SANKEN, Osaka University
Researchers from led by Osaka University find that a new fluorescent sensor, INCIDER, enables accurate visualization of temporal changes in N-cadherin-mediated interactions between living cells
Cells tend to get themselves in and out of "sticky situations" on a regular basis, as they make and break functional connections with each other. Monitoring intercellular interactions is essential for gaining deeper insights into the complex human physiology. Now, researchers from Japan have developed a new way to track some of these adhesive interactions in real time.
In a recent article published in Communications Biology, researchers led by SANKEN (The Institute of Scientific and Industrial Research) at Osaka University have reported the development of a new fluorescent sensor system for imaging a key protein involved in interactions between cells.
The human body is made up of millions of cells that need to work together to keep everything functioning normally. In order for cells to work well together, they need to stick together, and they do this through the use of adhesion molecules such as neural cadherin (NCad).
"Due to a lack of appropriate detection techniques, it remains unclear when and where NCad interactions occur," says lead author of the study Takashi Kanadome. "Conventional sensor molecules have a low resolution and irreversible properties, which makes it challenging to detect dynamic changes in cell-cell interactions."
To design a better way to visualize NCad-dependent interactions between cells, the researchers started with a set of two sensors that only let off a bright fluorescent signal when they are right next to each other. They inserted each of these sensors into different copies of NCad to generate INCIDERs (fluorescent indicators for the detection of NCad interactions) and then monitored the interactions between cells expressing the new sensor proteins.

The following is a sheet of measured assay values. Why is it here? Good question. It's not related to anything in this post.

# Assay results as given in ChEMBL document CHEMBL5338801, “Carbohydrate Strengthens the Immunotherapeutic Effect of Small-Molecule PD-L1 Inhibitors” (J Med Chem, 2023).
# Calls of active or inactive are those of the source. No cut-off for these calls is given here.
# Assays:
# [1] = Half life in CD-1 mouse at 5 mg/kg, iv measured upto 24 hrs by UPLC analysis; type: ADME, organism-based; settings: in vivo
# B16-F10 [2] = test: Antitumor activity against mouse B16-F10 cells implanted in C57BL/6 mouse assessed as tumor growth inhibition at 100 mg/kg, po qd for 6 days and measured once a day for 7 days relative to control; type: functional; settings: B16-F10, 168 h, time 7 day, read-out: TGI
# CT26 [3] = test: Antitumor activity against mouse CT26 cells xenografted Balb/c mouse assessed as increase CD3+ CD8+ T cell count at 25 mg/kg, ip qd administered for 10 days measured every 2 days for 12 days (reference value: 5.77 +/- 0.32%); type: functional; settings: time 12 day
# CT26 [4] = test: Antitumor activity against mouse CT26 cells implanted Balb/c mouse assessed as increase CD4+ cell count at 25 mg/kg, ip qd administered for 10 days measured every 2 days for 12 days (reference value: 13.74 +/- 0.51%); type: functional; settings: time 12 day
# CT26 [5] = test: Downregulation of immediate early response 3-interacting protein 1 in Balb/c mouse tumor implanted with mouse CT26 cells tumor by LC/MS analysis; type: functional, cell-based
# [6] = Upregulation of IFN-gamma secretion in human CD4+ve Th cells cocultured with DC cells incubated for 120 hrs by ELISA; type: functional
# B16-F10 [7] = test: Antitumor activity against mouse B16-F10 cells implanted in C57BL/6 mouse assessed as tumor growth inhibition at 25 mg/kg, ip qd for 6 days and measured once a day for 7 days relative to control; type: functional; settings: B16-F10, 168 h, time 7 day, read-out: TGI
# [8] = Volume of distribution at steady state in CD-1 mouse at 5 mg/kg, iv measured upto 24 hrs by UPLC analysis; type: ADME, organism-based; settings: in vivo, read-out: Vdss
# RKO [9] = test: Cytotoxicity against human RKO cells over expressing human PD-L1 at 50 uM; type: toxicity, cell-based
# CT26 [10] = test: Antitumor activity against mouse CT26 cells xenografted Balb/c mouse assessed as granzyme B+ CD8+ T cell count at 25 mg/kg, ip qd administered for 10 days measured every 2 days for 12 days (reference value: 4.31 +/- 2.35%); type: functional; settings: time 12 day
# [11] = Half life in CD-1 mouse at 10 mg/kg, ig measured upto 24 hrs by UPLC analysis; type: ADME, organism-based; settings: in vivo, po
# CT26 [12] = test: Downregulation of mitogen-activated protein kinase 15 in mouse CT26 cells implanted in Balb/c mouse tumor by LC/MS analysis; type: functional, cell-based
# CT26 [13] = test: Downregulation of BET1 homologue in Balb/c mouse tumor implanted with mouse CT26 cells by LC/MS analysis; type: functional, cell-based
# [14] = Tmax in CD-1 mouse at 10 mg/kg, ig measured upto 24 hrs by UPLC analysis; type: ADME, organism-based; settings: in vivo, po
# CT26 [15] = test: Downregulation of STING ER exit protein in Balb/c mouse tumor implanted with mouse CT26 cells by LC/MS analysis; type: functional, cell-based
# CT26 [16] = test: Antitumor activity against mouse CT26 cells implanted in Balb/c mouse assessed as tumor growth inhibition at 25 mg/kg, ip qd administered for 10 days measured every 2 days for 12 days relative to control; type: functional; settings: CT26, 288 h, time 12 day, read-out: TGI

"The results were striking," explains senior author Tomoki Matsuda. "We observed bright fluorescence on the surfaces of interacting cells, indicating that the fluorescent sensors were appropriately activated by cell-cell adhesion."
Treating the cells with calcium to disrupt the interaction between the paired INCIDER sensor proteins resulted in a decrease in fluorescence, and washing out the calcium increased the fluorescence, showing that this system is reversible and can therefore be used to image dynamic changes in cell interactions. In addition, the fluorescence signal was 70 times stronger than that of the only system that is currently available to detect these kinds of interactions.
"Our study demonstrated that, using the INCIDER system, it is possible to perform high-contrast microscopic imaging of temporal changes in cell-cell N-cadherin interactions," says Matsuda.
Given that NCad-mediated intercellular adhesion is crucial to a wide range of cells and cellular processes, the INCIDER system is expected to be useful in the fields of developmental biology, neuroscience, and more. In the future, this fundamental technology could be expanded to image interactions between other types of intercellular adhesion proteins.
"Development of intensiometric indicators for visualizing N-cadherin interaction across cells," was published in Communications Biology at DOI: 10.1038/s42003-022-04023-2.
Fig. 1. Detection of N-cadherin cell-cell interaction by INCIDER
Fig. ２.Examples of imaging with INCIDER